Venture into our galleries and studios as well. While they may sell paintings or other works of art with hefty pricetags, galleries often offer additional, lower-cost items for sale such as prints, small paintings, decorated mugs or postcards. Take a look and explore–or just ask! The price might be negotiable, too. Read more about our galleries and studios.

Another place to find locally made arts and crafts is in our souvenir and cigar shops. Ask the merchant to point out which items are made locally.

If you are interested in purchasing souvenirs and crafts made in a particular part of Latin America or the Caribbean, we recommend exploring our local restaurants. Non-Cuban restaurants outside the Calle Ocho arts district often have a section of their dining area set aside as store, with foodstuffs, candies, crafts and souvenirs from Latin America.

Antiques & Collectibles

Pre-Castro Cuban baseball memorabilia at Sentir Cubano
Pre-Castro Cuban baseball memorabilia at Sentir Cubano

For pre-Castro Cuban antiques and collectibles, Little Havana is your perfect destination. Find antique books, baseball memorabilia, vintage pieces dating back to Cuba’s war against Spain, antique silver spoons (for cafe Cubano) and much more.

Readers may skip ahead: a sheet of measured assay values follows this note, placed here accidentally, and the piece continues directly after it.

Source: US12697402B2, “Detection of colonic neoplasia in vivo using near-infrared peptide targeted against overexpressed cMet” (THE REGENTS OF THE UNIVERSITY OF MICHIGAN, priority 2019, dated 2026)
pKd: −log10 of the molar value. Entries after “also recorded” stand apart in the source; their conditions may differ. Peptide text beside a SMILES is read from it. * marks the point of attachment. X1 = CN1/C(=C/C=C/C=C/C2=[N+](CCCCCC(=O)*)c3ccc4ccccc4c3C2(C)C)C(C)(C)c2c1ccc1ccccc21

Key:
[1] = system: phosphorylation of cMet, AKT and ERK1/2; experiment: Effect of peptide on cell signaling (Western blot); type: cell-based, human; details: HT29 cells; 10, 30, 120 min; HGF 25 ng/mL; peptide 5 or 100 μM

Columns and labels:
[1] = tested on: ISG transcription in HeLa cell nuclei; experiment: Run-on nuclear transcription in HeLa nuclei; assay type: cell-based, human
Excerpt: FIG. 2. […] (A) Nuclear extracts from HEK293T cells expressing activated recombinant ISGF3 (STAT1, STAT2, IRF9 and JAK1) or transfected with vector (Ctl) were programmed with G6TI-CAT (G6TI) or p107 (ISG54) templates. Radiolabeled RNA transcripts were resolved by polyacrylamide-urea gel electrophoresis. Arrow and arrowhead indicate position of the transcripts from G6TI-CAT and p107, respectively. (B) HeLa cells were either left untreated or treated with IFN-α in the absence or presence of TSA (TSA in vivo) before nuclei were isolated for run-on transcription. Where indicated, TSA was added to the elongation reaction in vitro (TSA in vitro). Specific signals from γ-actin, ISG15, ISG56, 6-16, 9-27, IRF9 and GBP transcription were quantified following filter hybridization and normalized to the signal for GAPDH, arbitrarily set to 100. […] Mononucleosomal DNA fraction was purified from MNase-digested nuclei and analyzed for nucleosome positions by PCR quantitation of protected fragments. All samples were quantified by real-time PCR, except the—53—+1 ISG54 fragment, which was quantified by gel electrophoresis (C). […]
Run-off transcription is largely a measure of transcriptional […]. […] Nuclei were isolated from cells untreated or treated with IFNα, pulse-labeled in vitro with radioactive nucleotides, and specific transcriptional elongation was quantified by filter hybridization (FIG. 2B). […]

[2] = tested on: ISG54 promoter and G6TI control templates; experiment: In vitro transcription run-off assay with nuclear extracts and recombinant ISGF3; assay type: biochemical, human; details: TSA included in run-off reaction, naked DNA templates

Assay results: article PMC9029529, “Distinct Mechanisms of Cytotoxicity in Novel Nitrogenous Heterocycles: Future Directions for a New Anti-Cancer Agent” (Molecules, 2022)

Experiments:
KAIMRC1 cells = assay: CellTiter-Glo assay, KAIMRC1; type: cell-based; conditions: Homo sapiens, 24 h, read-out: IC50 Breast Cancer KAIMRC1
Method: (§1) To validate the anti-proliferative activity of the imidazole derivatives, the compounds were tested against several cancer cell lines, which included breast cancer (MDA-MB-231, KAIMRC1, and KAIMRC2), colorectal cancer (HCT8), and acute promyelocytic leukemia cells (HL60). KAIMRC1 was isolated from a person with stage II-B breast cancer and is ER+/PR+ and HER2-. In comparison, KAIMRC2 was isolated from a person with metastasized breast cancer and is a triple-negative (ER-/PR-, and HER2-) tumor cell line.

Great places for antiques in Little Havana include Sentir Cubano, 3100 SW 8th St., 305-644-8870 and Habana 1950, an appointment-only antique store at 1331 SW 8th St. (786) 223-6510.

Most items are for sale, although we also have a library with antique documents in addition to historic works available for perusal at the Hispanic Branch of the Miami-Dade County Library.

Books, Magazines & DVDs

In Little Havana, find books, magazines and DVDs in both English and Spanish at bookstores, DVD stores, botanicas, gift shops and our beautiful new Hispanic Branch of the Miami-Dade Public Library, which also offers free wireless and free parking.

Sadly, the oldest Spanish-language bookstore in Little Havana closed its doors. Librería Universal/Ediciones Universal was also a publisher of Cuban literature and works on Cuban arts, culture, history or politics.

Books on Cuban cuisine
Books on Cuban cuisine